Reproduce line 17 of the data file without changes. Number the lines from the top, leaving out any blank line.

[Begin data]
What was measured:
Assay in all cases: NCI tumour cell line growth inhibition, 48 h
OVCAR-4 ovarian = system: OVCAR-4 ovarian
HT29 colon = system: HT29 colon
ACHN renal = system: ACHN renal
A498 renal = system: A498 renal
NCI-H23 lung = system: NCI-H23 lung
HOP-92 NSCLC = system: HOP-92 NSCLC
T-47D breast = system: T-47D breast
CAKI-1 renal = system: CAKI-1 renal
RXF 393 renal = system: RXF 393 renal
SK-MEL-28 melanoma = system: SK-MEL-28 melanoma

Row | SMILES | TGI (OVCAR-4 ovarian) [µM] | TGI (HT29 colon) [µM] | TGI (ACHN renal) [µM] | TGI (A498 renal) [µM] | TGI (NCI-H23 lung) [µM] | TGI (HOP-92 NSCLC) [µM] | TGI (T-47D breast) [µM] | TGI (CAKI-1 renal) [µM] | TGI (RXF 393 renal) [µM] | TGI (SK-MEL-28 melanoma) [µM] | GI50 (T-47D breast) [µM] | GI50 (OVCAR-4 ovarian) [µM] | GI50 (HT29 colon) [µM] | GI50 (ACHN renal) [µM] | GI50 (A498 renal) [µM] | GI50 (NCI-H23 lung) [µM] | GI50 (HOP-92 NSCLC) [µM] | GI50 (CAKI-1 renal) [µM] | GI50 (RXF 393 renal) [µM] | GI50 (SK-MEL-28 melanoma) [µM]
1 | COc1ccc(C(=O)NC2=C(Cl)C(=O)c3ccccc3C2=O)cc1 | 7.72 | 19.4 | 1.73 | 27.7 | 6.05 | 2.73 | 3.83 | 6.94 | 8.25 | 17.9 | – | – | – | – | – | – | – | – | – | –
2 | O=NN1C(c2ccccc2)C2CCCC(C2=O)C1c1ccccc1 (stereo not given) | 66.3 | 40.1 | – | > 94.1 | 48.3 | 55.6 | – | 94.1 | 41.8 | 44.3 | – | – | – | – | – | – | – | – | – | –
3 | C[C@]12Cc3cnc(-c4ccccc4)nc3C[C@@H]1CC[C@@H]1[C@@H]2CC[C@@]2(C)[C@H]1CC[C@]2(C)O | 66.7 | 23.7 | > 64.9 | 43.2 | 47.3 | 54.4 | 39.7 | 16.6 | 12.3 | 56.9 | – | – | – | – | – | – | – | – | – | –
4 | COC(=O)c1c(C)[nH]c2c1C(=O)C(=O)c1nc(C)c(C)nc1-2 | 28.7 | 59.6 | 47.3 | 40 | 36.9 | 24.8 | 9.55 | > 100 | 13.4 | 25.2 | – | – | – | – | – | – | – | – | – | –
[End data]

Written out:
4 | COC(=O)c1c(C)[nH]c2c1C(=O)C(=O)c1nc(C)c(C)nc1-2 | 28.7 | 59.6 | 47.3 | 40 | 36.9 | 24.8 | 9.55 | > 100 | 13.4 | 25.2 | – | – | – | – | – | – | – | – | – | –